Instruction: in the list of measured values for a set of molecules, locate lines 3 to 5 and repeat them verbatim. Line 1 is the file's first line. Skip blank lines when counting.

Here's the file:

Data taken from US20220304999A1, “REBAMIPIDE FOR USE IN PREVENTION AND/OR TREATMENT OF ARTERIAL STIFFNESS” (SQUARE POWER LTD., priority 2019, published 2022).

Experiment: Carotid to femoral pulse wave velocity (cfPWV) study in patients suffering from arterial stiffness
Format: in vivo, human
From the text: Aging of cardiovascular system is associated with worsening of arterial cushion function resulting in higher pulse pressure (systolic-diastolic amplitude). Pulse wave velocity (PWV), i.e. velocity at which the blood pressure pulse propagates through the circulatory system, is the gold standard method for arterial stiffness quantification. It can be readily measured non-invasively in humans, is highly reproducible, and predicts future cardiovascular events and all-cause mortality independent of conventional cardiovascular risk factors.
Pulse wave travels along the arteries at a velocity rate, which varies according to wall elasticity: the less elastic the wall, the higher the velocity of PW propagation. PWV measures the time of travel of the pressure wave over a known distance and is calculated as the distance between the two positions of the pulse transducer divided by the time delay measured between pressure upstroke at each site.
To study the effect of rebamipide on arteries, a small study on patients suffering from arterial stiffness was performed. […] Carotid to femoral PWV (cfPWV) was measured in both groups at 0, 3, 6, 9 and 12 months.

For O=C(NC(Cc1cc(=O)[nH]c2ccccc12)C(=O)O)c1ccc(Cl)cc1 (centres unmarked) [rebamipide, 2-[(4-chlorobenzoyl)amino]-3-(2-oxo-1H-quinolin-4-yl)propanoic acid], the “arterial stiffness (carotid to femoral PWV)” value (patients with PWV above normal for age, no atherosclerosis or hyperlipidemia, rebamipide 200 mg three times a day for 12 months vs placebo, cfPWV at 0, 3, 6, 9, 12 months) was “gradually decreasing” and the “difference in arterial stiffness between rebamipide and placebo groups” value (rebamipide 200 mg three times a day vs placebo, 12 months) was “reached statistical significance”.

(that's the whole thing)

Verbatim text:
Format: in vivo, human
From the text: Aging of cardiovascular system is associated with worsening of arterial cushion function resulting in higher pulse pressure (systolic-diastolic amplitude). Pulse wave velocity (PWV), i.e. velocity at which the blood pressure pulse propagates through the circulatory system, is the gold standard method for arterial stiffness quantification. It can be readily measured non-invasively in humans, is highly reproducible, and predicts future cardiovascular events and all-cause mortality independent of conventional cardiovascular risk factors.
Pulse wave travels along the arteries at a velocity rate, which varies according to wall elasticity: the less elastic the wall, the higher the velocity of PW propagation. PWV measures the time of travel of the pressure wave over a known distance and is calculated as the distance between the two positions of the pulse transducer divided by the time delay measured between pressure upstroke at each site.